By WILL BURNS
I have an obsession and it is human creativity. It’s why I’m in the advertising business. It’s why I started an idea-generating company.
And it’s why I crave scientific studies that may give us clues as to how we can improve our creativity.
Since 2013, I’ve been reporting on Forbes.com the most interesting of those scientific studies and let’s just say those scientists have been busy.
Check out the following four fascinating new studies.
1. Coffee + Nap = Creativity
You may already know about the power of a short nap in the afternoon. That it can provide you with more energy and clearer thinking.
Sleep does that by flushing out a brain-chemical that builds up after lots of brain activity called adenosine. Adenosine makes you feel tired, so the nap makes you feel refreshed.
But get this. A study was done where subjects drank a cup of coffee just prior to taking a 20-minute nap. It takes our bodies about 20 minutes to process caffeine, so it really doesn’t kick in until right when you wake up.
The sleep flushes out the adenosine and the caffeine increases the brain’s alertness.
While the study didn’t measure creativity levels, per se, one showed significant improvement in memory tests for those who drank coffee and took a nap versus those who just drank coffee or took a nap.
And memory is critical in the creative process.
2. Black tea increases creativity
First it was alcohol, then coffee and now another liquid has been proven to increase creativity: black tea.
Researchers at China’s Peking University conducted a study with 50 subjects where all of the subjects completed two creativity tasks.
But one group was given a glass of water just prior to the studies and the other group was given a cup of hot black tea.
The group who drank the hot tea performed significantly better than the water-drinking group on both creativity tests.
Was it the caffeine? Well, what’s especially interesting about this study is that the creativity tests were quite short, taking 20 minutes total.
And caffeine takes at least 20 minutes to kick in. So it’s not the caffeine.
The researchers suggest that it’s the mental state that a “cup of tea” puts people in – a relaxed state – which they believe is an optimum state for creativity.
I’m not so sure about that – there are other variables here like hot vs cold, other ingredients in the tea, etc – but whatever it is, I’m drinking more tea.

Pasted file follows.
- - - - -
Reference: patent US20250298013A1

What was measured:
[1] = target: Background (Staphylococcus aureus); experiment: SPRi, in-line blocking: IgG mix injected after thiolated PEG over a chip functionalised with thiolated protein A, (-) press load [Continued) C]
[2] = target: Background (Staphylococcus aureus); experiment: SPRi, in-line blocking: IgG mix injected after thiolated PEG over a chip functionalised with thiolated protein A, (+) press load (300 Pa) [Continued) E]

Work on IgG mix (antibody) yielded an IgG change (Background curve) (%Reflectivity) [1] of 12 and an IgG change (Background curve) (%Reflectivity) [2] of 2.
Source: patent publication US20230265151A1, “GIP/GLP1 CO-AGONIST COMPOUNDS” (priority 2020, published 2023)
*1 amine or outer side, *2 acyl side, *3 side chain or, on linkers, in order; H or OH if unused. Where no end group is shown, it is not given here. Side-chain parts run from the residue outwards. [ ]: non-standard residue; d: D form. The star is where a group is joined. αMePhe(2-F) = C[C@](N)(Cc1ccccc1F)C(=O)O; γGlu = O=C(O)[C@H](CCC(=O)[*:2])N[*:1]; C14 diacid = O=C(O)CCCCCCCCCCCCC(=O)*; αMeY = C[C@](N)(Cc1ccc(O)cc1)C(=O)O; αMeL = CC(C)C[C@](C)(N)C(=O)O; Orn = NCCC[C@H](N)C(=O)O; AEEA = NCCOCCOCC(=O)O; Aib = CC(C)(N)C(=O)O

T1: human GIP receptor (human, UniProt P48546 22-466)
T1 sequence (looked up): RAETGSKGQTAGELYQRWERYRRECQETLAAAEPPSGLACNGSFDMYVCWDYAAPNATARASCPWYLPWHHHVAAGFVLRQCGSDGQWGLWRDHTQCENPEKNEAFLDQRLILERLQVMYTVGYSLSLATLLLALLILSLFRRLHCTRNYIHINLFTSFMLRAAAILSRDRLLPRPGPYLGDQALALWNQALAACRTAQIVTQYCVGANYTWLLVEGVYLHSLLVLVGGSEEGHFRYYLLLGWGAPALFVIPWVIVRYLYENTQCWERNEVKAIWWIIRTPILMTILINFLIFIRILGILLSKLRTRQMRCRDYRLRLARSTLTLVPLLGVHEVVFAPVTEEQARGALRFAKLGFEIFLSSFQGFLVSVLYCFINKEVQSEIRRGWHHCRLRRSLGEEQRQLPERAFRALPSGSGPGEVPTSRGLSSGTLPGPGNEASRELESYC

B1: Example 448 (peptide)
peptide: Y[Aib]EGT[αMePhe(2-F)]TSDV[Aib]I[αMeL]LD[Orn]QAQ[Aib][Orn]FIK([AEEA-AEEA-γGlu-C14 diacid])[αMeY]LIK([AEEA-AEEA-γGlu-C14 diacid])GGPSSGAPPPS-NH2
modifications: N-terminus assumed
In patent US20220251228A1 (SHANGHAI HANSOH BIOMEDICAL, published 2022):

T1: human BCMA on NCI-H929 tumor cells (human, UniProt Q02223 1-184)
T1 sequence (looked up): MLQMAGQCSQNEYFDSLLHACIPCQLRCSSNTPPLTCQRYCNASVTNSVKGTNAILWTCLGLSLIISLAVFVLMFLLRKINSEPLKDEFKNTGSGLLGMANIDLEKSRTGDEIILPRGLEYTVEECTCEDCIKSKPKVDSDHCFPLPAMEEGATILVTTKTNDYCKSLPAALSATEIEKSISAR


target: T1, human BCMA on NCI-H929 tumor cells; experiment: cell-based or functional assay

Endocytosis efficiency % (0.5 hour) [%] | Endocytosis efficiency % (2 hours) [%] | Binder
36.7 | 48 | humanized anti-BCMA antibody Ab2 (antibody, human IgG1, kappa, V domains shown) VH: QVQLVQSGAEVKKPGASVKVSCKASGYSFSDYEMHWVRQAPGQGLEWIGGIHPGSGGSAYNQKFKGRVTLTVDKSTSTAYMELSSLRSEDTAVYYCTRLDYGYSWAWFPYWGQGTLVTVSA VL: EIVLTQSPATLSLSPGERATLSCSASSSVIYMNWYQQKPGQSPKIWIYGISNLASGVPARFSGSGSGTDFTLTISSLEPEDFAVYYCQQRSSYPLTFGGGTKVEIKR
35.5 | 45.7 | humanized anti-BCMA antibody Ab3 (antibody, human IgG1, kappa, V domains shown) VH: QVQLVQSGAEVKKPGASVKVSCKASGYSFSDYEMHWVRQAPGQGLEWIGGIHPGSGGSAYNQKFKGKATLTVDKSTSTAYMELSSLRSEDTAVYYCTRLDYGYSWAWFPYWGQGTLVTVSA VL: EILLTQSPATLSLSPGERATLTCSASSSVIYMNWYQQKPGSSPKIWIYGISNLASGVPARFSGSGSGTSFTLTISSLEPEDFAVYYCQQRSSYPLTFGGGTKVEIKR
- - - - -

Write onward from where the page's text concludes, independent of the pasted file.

3. Mindfulness meditation may be at odds with creativity
Art Markman, professor of psychology and marketing at the University of Texas, recently suggested in an article in Inc. Magazine that mindfulness meditation may actually work against our creativity.
I don’t know about you, but I always assumed that meditation and a relaxed mind would only be beneficial to the creative process.
But if you think about it against everything else we know about creativity, Markman’s claim makes sense.
What is mindfulness meditation if not being mindful of the now, this moment, this breath?
Well, the result is that all the busy “thought traffic” we typically experience day-to-day is quelled, if not eliminated entirely. That’s great for healthy living, less stress, etc.
But it’s the opposite of creativity. Creative thinking demands lots of thought traffic. Divergent thinking requires random thoughts to collide with other random thoughts.
Mindfulness meditation might just eliminate these critical ingredients of creativity.
I’m not saying you shouldn’t practise meditation for all the other health benefits, but maybe not just prior to a big brainstorm session.
4. The placebo effect: Creativity is all in your head
Okay, this study is almost embarrassing, but is wildly interesting. It’s from Lior Noy and Liron Rozenkrantz at the Weizmann Institute of Science in Israel and it suggests that the placebo effect not only works for physical ailments, but as a way to increase our creativity.
The study recruited two groups of people who went through a typical form of creativity test.
Prior to each test, one group was asked to smell a pungent smell (like cinnamon) and told that this smell would increase their creativity. The other group was also asked to smell it, but were not told it would increase their creativity.
Turns out the group who were told that the smell would improve their creativity performed significantly better at the creativity test.
I know, it’s nuts, right? But think about that. If we believe we will be creative, then we are more likely to be. Speaks to the positive attitude that is so necessary for generating great ideas.
Bringing it all together
So there you have it. Four scientific studies that prove – yet again – that creativity is more of a skill than a talent.
Or is at least something we can meddle with, prod, and improve.
I’ll keep my eye out for more. Time for some tea.